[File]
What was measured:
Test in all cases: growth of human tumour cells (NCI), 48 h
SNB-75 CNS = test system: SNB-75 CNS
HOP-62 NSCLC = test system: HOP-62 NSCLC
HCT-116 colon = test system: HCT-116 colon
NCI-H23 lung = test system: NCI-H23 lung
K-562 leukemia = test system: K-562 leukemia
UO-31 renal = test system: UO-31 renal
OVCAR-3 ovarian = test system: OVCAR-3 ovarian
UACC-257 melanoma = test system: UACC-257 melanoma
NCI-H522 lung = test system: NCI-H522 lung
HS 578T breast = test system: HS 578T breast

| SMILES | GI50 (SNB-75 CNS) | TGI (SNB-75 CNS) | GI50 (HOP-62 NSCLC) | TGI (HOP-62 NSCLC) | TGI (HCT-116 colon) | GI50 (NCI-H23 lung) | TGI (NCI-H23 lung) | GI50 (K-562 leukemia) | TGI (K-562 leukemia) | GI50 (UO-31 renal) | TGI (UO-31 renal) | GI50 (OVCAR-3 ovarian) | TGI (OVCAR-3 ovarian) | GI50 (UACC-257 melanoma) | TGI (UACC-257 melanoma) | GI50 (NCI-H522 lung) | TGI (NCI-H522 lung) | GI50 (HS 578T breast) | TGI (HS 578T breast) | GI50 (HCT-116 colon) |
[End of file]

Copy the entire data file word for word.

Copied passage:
What was measured:
Test in all cases: growth of human tumour cells (NCI), 48 h
SNB-75 CNS = test system: SNB-75 CNS
HOP-62 NSCLC = test system: HOP-62 NSCLC
HCT-116 colon = test system: HCT-116 colon
NCI-H23 lung = test system: NCI-H23 lung
K-562 leukemia = test system: K-562 leukemia
UO-31 renal = test system: UO-31 renal
OVCAR-3 ovarian = test system: OVCAR-3 ovarian
UACC-257 melanoma = test system: UACC-257 melanoma
NCI-H522 lung = test system: NCI-H522 lung
HS 578T breast = test system: HS 578T breast

| SMILES | GI50 (SNB-75 CNS) | TGI (SNB-75 CNS) | GI50 (HOP-62 NSCLC) | TGI (HOP-62 NSCLC) | TGI (HCT-116 colon) | GI50 (NCI-H23 lung) | TGI (NCI-H23 lung) | GI50 (K-562 leukemia) | TGI (K-562 leukemia) | GI50 (UO-31 renal) | TGI (UO-31 renal) | GI50 (OVCAR-3 ovarian) | TGI (OVCAR-3 ovarian) | GI50 (UACC-257 melanoma) | TGI (UACC-257 melanoma) | GI50 (NCI-H522 lung) | TGI (NCI-H522 lung) | GI50 (HS 578T breast) | TGI (HS 578T breast) | GI50 (HCT-116 colon) |